After Hope lands the internship at the Earl's Theatre, her web of lies and secrets grows substantially. And she suddenly feels out of her comfort zone, and wonders if she's good enough for the job at all. This is only magnified when she discovers that some very famous people are working on this adaptation of Piecekeepers...

And then she meets Luke. And if she thought she was in over her head before, she's definitely struggling to keep her head afloat now...

I absolutely adored Hope. She was a really likeable main character; and ones that you're left rooting for are my favourite. I think I identified with Hope so much because she reminded me of myself. When she cried, I cried. When she laughed, I laughed. When she succedded, I wooped with joy. And aren't books like that just magical?

Talking of magical, this book left me with an even deeper love of theatre than when I first went in with. Finding out so much more about how a production is brought to life; the struggles it faces; the time and effort it takes; the work that's put in - it has given me a new found respect for theatre.

I have always found something magical about theatre. Even from the age of 4. I don't remember my mum taking me to see Grease at the West End, but apparently the entire train carriage remembers 4 year old me reenacting, "keep your filthy paws off my silky drawers" for them.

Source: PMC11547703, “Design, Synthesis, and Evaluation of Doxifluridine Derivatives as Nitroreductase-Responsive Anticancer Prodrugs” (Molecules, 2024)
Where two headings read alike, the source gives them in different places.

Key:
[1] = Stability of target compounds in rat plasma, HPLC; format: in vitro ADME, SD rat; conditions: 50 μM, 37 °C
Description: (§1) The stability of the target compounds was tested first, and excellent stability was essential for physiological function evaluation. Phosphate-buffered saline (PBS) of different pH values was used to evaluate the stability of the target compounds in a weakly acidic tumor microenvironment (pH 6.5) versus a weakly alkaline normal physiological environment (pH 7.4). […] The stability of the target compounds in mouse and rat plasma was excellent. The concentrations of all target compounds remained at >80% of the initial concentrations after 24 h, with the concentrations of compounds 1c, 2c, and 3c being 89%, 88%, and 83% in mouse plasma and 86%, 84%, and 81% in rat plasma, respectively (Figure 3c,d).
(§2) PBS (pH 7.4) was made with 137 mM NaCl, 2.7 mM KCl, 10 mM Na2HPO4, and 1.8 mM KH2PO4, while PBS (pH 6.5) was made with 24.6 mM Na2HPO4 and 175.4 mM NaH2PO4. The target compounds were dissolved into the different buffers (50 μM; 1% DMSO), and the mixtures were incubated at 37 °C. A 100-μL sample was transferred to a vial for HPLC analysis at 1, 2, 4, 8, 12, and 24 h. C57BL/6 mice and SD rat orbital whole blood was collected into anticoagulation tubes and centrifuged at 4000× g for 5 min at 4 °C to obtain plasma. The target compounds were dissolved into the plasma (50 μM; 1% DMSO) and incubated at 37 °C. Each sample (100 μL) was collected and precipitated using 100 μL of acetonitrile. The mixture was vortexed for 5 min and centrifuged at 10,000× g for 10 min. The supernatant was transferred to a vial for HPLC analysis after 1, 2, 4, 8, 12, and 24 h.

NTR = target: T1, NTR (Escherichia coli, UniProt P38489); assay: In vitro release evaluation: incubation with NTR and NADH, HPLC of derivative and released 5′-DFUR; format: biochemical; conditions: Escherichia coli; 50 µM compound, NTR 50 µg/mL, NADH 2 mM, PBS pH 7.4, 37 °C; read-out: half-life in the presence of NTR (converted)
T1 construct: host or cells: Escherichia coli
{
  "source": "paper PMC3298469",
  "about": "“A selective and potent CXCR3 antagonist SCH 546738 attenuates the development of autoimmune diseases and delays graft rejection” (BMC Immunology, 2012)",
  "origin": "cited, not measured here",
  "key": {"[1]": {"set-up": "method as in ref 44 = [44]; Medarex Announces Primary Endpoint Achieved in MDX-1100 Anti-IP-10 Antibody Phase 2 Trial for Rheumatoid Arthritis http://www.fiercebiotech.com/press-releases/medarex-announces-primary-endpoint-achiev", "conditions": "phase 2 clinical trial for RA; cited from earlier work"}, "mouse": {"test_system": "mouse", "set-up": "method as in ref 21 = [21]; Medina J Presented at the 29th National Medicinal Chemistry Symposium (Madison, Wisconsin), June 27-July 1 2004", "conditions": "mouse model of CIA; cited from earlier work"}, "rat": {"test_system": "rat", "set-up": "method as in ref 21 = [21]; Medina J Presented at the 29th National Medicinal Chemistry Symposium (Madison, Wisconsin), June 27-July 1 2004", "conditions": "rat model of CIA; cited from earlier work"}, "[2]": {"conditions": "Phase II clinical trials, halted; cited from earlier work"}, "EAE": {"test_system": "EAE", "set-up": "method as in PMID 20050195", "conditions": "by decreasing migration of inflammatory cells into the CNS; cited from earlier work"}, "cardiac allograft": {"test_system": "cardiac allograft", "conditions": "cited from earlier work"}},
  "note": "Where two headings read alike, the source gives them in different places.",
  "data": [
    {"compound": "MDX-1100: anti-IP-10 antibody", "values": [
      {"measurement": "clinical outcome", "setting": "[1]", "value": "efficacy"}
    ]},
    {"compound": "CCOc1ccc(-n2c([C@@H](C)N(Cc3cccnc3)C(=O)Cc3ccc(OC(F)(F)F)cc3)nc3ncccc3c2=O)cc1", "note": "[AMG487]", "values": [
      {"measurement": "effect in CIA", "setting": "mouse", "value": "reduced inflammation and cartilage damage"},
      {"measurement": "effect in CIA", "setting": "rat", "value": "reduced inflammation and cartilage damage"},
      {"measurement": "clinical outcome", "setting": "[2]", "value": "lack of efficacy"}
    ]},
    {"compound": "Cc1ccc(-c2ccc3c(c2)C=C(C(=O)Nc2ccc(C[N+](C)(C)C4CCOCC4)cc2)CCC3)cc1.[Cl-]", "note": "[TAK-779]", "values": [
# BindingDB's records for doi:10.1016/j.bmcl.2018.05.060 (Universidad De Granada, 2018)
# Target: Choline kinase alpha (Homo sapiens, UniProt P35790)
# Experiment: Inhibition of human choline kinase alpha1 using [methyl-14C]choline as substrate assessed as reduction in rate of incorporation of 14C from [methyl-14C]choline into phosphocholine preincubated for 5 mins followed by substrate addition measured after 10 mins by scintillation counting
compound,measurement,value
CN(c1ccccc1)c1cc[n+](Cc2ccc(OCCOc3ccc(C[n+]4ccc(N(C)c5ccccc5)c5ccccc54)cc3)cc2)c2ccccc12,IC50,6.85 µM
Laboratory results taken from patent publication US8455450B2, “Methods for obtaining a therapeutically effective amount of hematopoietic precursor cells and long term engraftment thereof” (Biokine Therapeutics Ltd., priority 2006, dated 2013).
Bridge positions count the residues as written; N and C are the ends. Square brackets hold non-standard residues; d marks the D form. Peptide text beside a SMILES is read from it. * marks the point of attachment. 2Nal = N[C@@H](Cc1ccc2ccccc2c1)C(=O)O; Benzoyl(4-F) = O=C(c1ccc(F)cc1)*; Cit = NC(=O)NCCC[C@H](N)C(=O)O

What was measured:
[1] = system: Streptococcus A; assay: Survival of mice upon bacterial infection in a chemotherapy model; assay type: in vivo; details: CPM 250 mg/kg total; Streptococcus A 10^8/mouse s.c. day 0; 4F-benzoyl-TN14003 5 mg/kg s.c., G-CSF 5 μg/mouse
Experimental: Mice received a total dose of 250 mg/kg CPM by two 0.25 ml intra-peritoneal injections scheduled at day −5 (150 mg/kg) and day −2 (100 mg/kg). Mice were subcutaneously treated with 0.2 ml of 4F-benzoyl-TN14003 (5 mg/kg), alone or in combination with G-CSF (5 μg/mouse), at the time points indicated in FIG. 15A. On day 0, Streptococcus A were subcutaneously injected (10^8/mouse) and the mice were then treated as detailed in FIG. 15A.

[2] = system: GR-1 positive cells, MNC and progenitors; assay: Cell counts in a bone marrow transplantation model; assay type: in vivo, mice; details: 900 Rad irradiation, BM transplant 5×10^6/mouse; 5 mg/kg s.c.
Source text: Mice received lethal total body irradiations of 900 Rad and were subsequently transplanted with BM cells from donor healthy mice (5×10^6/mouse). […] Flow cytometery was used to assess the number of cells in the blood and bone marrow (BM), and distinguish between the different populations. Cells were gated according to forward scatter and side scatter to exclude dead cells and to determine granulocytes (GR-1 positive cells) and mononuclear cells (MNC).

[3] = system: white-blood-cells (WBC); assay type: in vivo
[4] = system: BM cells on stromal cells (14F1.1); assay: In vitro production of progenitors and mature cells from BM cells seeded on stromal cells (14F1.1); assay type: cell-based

I had fallen in love with theatre from that tender age, and have been in love since. I've been lucky enough to see many shows at the West End and on Broadway, so when Stevie asked if we could share our favourite theatre experiences - I was stumped. How can a theatre-goer just choose one? They're my babies. Was it when I watched The Woman in Black and a ghostly figure touched my arm? (True story!) Was it when I watched Legally Blonde and turned into Elle Woods for 2 hours? Was it when I watched Sweeney Todd and swang my razor high with Benjamin Barker and Mrs Lovett? Was it when I flew a kite with Mary Poppins and co? Was it when I clicked my heels and murmured, "there's no place like home" to return home from Oz? Was it when I fist-pumped with rage and passion at Made in Dagenham?

Two memories sprung to mind when I thought about theatre:
  • Visiting The Globe for the first time.
  • Seeing Wicked for the first time.

I hated Shakespeare pre-GCSEs. I couldn't understand the language. I refused to understand it. And then my godmum took me to The Globe. Standing tickets are only £5 in The Globe, and it's the most beautiful theatre I've ever seen. I touched the stage, I took in the scene, and then The Tempest started. I understood every word. Why had I deprived myself of Shakespeare for so many years? This man was a genius - needless to say I aced my Othello essay the year after.

And Wicked. Nothing could have prepared me for Wicked at the Apollo Theatre. My godmum had forked out a lot of money for us to have the best seats in the house. The opening number started and I cried. I cried, and cried, and cried. How could something this magical exist? After that performance of Wicked, I've cried at every curtain rise (and fall), at any theatre since.

Theatres are much like books to me. I go to escape. To get lost. To be someone else for a few hours. Next week, I'm going to be Veronica Sawyer for a few hours (how very!)...Bring on Heathers. I'm going on my own. Front row. Centre stage. And seeing Carrie Hope Fletcher. I couldn't be more excited if I tried.

If you love theatre, and you love reading, this is most certainly the book for you.

Check out the other stops on the Theatrical blog tour here: